To reach a zero emissions economy, California needs to eliminate natural gas by regionalizing the Western grid and coordinating local and state system planning.
alifornia plans to reach 60% renewables by 2030 and a zero emissions economy by 2045 as its investor-owned utilities (IOUs) face wildfires and bankruptcy, new and unproven electricity providers proliferate and customers demand a decentralized energy system. What could go wrong?
The key to success is eliminating natural gas as an electricity resource, stakeholders told Utility Dive. To do that, the state must make one fundamental change at the local level and another at the transmission system level.
Together, these changes will remake California’s power sector. And its implementation could be a national guiding force on cost-effectively transitioning from natural gas dependence.
Expanding access to low-cost renewables via “an optimized western regional grid” is key to the transmission system change, electricity system consultant Lorenzo Kristov recently wrote, but it faces political resistance. And local level change will come from coordinating state and local utility planning with broader power system planning to expand distributed energy resource (DER) access, but there is disagreement over how to do it.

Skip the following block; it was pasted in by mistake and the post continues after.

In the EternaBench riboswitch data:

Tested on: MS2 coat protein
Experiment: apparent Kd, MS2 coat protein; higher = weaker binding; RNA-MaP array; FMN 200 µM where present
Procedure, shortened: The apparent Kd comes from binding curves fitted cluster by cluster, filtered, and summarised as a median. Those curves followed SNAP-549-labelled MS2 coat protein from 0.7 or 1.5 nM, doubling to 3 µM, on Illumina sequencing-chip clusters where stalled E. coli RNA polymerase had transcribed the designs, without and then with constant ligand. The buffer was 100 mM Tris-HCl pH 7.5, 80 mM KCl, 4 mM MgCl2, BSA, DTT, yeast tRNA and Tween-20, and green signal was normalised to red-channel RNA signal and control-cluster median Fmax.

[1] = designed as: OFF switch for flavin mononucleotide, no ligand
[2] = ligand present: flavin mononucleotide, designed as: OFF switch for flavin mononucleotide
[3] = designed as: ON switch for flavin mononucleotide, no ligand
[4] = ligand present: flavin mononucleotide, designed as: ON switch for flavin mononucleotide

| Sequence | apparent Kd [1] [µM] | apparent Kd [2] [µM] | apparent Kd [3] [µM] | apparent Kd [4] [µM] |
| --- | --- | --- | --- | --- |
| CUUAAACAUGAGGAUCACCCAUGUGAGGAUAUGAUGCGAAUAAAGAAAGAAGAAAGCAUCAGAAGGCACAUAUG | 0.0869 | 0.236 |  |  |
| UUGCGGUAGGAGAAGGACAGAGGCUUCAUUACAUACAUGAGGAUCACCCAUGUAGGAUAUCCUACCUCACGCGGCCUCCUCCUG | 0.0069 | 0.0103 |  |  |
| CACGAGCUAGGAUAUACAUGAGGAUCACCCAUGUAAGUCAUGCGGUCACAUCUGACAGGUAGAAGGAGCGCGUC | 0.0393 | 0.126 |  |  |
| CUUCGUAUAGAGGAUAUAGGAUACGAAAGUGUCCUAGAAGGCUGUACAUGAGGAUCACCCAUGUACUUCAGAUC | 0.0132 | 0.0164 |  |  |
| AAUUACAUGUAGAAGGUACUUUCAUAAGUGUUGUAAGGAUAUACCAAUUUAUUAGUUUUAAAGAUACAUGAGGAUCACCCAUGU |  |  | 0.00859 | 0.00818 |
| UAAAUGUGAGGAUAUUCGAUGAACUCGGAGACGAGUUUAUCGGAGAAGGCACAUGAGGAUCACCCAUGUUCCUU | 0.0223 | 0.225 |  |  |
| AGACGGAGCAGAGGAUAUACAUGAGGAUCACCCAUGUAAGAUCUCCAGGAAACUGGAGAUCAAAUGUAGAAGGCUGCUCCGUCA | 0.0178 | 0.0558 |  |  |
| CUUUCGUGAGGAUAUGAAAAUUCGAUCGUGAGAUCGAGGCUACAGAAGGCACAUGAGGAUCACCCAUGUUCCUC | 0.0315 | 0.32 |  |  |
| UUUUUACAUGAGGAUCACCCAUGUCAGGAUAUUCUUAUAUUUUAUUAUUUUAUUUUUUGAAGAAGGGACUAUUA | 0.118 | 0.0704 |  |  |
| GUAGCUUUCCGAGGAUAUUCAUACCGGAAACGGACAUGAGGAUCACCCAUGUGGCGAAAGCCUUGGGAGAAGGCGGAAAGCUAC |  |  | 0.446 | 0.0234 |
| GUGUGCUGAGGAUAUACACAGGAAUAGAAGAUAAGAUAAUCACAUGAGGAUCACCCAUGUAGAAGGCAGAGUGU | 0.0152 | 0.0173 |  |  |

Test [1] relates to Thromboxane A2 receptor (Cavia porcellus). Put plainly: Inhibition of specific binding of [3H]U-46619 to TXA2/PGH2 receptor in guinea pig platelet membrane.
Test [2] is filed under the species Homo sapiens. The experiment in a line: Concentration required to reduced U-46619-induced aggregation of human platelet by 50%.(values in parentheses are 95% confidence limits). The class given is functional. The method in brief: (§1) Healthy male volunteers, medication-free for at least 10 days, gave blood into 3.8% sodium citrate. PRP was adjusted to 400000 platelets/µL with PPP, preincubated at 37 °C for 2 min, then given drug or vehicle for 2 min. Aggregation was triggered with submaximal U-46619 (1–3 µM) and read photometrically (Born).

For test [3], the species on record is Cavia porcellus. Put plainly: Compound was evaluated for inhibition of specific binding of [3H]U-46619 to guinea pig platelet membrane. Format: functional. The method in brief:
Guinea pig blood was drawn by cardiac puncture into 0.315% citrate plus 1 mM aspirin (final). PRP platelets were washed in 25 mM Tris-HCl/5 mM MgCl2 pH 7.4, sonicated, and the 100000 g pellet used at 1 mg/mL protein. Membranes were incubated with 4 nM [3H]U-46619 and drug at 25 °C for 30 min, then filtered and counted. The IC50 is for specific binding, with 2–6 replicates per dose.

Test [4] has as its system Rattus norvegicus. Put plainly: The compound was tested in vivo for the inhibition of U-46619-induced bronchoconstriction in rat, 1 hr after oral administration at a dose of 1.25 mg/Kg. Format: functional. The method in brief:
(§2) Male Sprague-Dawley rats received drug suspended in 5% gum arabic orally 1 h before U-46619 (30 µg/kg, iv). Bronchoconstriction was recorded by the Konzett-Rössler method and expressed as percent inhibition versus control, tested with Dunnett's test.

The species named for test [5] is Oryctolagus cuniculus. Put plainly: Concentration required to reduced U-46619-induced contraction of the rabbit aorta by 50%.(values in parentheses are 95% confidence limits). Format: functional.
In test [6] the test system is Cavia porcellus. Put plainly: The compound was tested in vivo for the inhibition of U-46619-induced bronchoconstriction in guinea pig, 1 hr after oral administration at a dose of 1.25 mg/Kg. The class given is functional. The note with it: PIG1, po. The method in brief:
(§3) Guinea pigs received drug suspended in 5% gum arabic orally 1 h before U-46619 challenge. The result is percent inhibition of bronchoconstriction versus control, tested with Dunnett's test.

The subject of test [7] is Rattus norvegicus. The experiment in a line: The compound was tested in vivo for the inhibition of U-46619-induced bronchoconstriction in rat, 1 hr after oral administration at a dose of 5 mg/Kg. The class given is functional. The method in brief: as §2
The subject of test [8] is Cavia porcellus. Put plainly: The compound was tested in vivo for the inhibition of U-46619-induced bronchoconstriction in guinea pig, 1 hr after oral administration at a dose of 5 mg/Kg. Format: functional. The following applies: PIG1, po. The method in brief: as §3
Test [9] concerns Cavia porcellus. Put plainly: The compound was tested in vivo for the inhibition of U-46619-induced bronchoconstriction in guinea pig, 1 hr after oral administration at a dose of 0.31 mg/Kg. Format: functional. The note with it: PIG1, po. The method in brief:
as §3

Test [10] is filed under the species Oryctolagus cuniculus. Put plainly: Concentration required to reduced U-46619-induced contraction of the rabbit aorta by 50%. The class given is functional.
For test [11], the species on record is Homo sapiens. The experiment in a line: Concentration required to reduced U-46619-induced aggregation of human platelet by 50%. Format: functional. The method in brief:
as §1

These changes could lead to the unprecedented levels of renewables, demand response and energy efficiency California will need after 2030, stakeholders said. But the challenges they face may require new power sector architecture, Kristov wrote, one that uses an intermediary between the transmission system and local power providers for coordination and efficiency.
Moving away from natural gas at the system level will be easier if the California Independent System Operator (CAISO) expands its market’s reach from the Pacific to the Rockies, according to some stakeholders.
State policymakers worked aggressively from 2016 to 2018 to create a regional electricity market by eliminating barriers between CAISO and the 38 independent systems across the West. But the plan was rejected in 2018 by opponents who said it would risk California jobs and could subject the state’s climate ambitions to hostile federal regulation.
Advocates said regional cooperation would reduce electricity costs by expanding access to low cost renewables and eliminate building redundant infrastructure. Regionalization remains “critical to achieving deep reductions in greenhouse gas emissions,” Assembly Member Chris Holden, who led the 2018 legislative effort, emailed Utility Dive after his bill’s defeat.